Caleb Mason | Partner
Caleb Mason has a long track record of success in complex cases, in federal and state courts, from investigation and trial through appeal. He’s also a widely-cited commentator on criminal justice and legal affairs. Caleb was formerly a federal prosecutor in the Southern District of California, and has practiced here in Los Angeles for the past decade.
Caleb is committed to serving the public interest as part of his legal practice. Since 2015, he’s served as a civilian commissioner on the City of Claremont Police Commission; since 2017, he’s served as a Judge Pro Tempore in the Los Angeles County Superior Court; and he’s represented dozens of indigent clients in the Ninth Circuit as part of the court’s Criminal Justice Act and Pro Bono panels—from criminal defendants to immigration petitioners to prisoners.
Georgetown Law | J.D. - 2005
Colby College | B.A. - 1995
Columbia University | Ph.D. - 2001
Recent Case Results
- Dismissal of Charges in Tax Evasion Case. Caleb’s client was a 74 year-old businessman charged with tax evasion by the U.S. Attorney in Los Angeles. The client contended that he had done nothing wrong, and had relied on the advice of his accountant, who was also his transactional attorney. Caleb learned that the prosecution and IRS agents had repeatedly contacted and interviewed that attorney and sought information about the client, potentially in violation of attorney-client privilege. Because they did not record those interviews, there was uncertainty about exactly what was said, so Caleb sought an evidentiary hearing, and called the agents, the prior attorney, and ultimately even the prosecutor to testify about their interactions with the prior attorney. Caleb’s questioning revealed inconsistencies between the investigation reports and the in-court testimony, and the prosecution dismissed the case. The client is spending his golden years with his family, rather than in federal prison.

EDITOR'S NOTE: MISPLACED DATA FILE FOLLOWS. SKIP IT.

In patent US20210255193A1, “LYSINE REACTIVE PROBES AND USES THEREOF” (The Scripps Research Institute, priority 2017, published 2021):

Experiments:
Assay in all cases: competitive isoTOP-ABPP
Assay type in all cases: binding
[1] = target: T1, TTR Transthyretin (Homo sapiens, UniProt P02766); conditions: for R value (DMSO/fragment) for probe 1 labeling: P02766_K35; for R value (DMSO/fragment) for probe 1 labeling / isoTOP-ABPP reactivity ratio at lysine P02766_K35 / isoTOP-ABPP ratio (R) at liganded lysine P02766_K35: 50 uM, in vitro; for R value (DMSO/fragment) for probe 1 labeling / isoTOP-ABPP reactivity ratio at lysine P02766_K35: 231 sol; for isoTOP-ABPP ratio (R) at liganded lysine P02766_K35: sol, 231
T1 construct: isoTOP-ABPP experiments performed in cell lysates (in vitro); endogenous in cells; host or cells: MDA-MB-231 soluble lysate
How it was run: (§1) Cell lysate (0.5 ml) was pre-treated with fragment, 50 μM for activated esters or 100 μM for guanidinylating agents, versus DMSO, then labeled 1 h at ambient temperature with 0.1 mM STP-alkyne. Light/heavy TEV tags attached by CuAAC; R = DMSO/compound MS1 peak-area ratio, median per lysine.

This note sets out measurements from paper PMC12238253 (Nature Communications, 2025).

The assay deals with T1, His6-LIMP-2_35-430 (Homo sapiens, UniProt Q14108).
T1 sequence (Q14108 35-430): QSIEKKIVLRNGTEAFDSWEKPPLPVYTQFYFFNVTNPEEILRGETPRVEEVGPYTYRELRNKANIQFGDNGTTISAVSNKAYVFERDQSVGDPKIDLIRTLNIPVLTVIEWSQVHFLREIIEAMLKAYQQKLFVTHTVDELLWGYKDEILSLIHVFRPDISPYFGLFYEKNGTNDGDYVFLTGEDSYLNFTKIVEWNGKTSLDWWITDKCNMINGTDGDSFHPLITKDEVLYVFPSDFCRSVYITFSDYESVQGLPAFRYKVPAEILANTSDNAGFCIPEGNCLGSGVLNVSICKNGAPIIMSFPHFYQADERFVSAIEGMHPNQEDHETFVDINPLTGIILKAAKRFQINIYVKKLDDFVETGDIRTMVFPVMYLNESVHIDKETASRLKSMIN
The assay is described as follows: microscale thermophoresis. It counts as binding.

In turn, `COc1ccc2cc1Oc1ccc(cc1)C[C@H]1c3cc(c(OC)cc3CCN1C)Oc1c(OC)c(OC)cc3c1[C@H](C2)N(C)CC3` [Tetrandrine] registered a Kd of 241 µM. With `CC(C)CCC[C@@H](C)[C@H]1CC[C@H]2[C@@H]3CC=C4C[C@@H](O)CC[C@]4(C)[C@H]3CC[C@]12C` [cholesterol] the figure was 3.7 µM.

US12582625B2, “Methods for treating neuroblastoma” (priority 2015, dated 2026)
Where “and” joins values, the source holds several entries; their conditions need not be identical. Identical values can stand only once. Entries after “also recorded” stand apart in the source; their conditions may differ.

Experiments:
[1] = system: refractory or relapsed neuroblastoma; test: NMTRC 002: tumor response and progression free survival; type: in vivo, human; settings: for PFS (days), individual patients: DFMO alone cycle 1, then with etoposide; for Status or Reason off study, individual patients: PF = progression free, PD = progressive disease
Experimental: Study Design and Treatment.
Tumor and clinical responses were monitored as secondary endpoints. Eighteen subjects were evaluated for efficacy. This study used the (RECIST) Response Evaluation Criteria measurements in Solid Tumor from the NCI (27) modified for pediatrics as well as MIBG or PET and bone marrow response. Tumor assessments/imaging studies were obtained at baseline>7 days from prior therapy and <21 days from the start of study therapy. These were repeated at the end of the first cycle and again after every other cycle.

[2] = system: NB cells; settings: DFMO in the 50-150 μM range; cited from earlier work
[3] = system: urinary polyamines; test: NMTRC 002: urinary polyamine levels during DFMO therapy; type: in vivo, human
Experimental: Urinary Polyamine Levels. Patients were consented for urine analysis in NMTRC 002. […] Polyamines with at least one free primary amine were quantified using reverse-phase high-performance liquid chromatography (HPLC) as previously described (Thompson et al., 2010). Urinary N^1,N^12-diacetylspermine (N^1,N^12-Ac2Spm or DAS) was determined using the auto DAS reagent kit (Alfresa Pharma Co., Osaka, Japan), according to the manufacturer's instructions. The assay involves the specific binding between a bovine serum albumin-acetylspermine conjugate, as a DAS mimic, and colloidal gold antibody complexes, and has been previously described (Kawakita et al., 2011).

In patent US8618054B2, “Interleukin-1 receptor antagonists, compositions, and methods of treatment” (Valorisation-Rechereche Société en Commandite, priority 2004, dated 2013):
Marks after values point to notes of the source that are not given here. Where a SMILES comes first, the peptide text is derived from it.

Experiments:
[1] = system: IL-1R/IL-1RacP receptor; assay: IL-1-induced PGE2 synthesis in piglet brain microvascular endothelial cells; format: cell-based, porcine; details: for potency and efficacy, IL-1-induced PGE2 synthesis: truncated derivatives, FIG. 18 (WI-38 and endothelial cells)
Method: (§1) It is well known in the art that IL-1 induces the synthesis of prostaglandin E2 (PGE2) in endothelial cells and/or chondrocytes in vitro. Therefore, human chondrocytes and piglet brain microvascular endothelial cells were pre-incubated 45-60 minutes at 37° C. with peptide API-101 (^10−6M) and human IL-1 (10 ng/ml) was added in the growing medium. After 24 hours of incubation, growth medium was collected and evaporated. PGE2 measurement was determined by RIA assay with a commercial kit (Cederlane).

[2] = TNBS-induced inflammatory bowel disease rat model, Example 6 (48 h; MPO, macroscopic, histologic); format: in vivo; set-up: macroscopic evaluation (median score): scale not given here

- Dismissal of All Charges Against Three LAPD Officers. Werksman Jackson & Quinn LLP Partner Caleb Mason took on the case of three LAPD officers accused of filing false reports based on their use of the term “admitted” on field interview cards when describing an individual’s perceived gang affiliations. Caleb put on a lengthy and detailed preliminary hearing case, with testimony from 15 witnesses, including the officers themselves, regarding the meaning and use of those terms in the Department at the time, and the relevant practices, training, and policies taught to officers. On February 8, 2022, Judge Michael Pastor of Los Angeles County Superior Court ruled that the evidence showed that the officers did not commit any crimes and dismissed the charges. The Court found that “all the witnesses acknowledged that there are a great number of varying interpretations” of what the term “admitted” meant within the LAPD, that the interpretation of the term in the Department included an array of non-verbal observations as well as research into an individual’s prior contacts and social media, and that the officers acted consistently with their training in using the term as they did on the cards. The Court ruled that “overwhelming evidence supports this court’s conclusion that the officers did not have the specific intent to make false statements and did not make false statements and did not have a fraudulent or deceitful purpose.” The Court noted that “the dereliction, if there is one, does not lie with them. It lies higher up in the command structure, perhaps to the highest levels.” And the Court commented that “there’s a notion of trickle-down responsibility in this case, namely that the rank and file Metro officers are being prosecuted based upon interpretations in later years that were, in fact, made and encouraged by higher ranking individuals at LAPD.” The Court dismissed all the charges, finding that the officers “are not culpable on any count in this case.”